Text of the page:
Quake Tied to Oil-Drilling Waste Adds Pressure for Rules
Scientists have linked Oklahoma’s biggest recorded earthquake to the disposal of wastewater from oil production, adding to evidence that may lead to greater regulation of hydraulic fracturing for oil and gas.
The 5.7-magnitude quake in 2011 followed an 11-fold bump in seismic activity across the central U.S. in recent years as disposal wells are created to handle increases in wastewater from hydraulic fracturing, or fracking.
Researchers at the University of Oklahoma, Columbia University and the U.S. Geological Survey, who published their findings yesterday in the journal Geology, said the results point to the long-term risks the thousands of wells pose and shows a need for better monitoring and government oversight.
“There’s not a magic bullet,” Heather Savage, assistant research director at the Lamont-Doherty Earth Observatory at Columbia University, said in an interview. “But if we have more monitoring capabilities, we can watch these things, and catch all the precursor events.”
The earthquake near Prague, Oklahoma, on Nov. 6, 2011, was the state’s biggest and may be the largest linked to the injection of water from drilling process, the researchers reported. The state’s geological office disagreed, and said it was likely “the result of natural causes.” The temblor destroyed 14 homes, damaged other buildings, injured two people and buckled pavement, according to the report.
The wastewater behind the earthquakes came from conventional wells in the Hunton formation, said Katie Keranen, assistant professor at Oklahoma and co-author of the report. The findings are a cautionary note for disposal of the millions of gallons of fluids from hydraulic fracturing, she said.
“It has little to do with where the water comes from,” Keranen said in an interview. “What really matters is how you’re getting rid of the water.”
A spate of earthquakes in the central U.S. in recent years is “almost certainly” man-made, and may be connected with wastewater disposal, U.S. Geological Survey researchers said a year ago. For the three decades until 2000, seismic events in the nation’s midsection averaged 21 a year. They jumped to 50 in 2009, 87 in 2010 and 134 in 2011.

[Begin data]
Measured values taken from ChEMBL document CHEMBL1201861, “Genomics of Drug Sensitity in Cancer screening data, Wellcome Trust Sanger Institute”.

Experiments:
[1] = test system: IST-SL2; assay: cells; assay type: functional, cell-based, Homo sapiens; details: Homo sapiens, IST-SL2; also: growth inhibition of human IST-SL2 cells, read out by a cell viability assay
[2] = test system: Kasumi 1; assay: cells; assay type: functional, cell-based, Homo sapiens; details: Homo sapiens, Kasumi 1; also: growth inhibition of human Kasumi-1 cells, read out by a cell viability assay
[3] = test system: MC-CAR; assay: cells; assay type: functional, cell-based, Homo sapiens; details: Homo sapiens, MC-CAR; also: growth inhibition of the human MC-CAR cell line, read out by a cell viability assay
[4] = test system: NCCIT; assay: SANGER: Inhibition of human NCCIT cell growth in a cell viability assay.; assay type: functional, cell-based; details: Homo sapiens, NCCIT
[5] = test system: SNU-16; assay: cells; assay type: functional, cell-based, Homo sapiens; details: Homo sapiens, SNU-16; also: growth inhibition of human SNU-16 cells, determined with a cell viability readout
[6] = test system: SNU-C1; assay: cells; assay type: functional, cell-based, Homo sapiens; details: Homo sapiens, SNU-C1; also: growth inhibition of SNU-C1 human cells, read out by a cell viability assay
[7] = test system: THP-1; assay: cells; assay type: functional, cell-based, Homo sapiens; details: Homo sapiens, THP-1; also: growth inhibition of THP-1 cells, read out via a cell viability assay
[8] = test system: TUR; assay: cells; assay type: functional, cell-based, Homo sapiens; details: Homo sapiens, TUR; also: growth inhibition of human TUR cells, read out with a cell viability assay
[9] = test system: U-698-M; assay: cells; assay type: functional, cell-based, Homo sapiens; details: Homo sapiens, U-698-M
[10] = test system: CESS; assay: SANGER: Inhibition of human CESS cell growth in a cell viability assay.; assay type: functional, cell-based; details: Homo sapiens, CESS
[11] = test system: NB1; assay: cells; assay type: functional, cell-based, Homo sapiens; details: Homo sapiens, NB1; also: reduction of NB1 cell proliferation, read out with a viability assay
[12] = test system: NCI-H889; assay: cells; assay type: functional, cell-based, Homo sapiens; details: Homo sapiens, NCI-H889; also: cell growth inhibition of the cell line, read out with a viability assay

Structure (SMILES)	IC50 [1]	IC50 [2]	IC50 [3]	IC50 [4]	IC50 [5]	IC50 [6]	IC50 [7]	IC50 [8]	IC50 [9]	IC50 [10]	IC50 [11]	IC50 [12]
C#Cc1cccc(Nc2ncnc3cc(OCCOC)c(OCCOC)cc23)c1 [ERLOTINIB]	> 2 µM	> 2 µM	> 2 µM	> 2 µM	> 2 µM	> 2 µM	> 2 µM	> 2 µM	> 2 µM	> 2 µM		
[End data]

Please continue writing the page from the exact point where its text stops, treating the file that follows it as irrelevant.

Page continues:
Concerns over earthquakes prompted the U.K. to temporarily halt fracking. The ban ended late last year when the government adopted standards, including a rule that would suspend operations when unusual seismic activity is detected.
Those same worries in the U.S. have the oil and gas industry hunting for alternatives for wastewater disposal.
“It’s an important issue that is going to become a public policy issue,” Benjamin Salisbury, a senior energy policy analyst at FBR Capital Markets Corp. in Arlington, Virginia, said in an interview. “I wouldn’t expect this to be a turning point that would slow development.”
“I don’t know anybody who says that underground injection is the future of this industry,” he said. “We are going to wastewater treatment and recycling for a plethora of reasons.”
In fracking, water, sand and chemicals are injected into deep shale formations to split underground rock and free trapped gas. Much of that water comes back to the surface for disposal. Wastewater is also produced from conventional oil wells to boost production.
Fluids from conventional oil extraction in Oklahoma had been pumped into abandoned wells for 17 years before the quake, according to the study. In 2006, pressure in the underground holding areas escalated quickly, as they began to fill, Savage said.
A series of earthquakes occurred over three days near Prague, with the 5.7-magnitude temblor triggered by the initial earthquake, not the injection of drilling wastewater, according to Keranen.
Prague is between Oklahoma’s two largest cities, 50 miles east of Oklahoma City and 65 miles southwest of Tulsa.
That “cascading series of tremors” shows “the risk of humans inducing large earthquakes from even small injection activities is probably higher” than thought, Geoffrey Abers, a co-author from the Lamont-Doherty Earth Observatory at Columbia, said in a statement.
The Oklahoma Geological Survey maintains the “interpretation that best fits current data” is that the earthquakes in 2011 were naturally occurring, according to an agency statement. The U.S. Environmental Protection Agency has recently participated in studies of the pressure of the disposal reservoirs in the state, it said.
``We have not had a chance to review this study so we can't comment on its findings,'' said Dan Whitten, a spokesman for the natural gas group, who also noted the geological survey's conclusion most of the quakes were naturally occurring.
``There have been a handful of cases that may be tied to wastewater disposal out of the 150,000 disposal injection wells operating in this country, and our member companies have worked constructively with state regulators who have looked into this issue,'' Whitten said.
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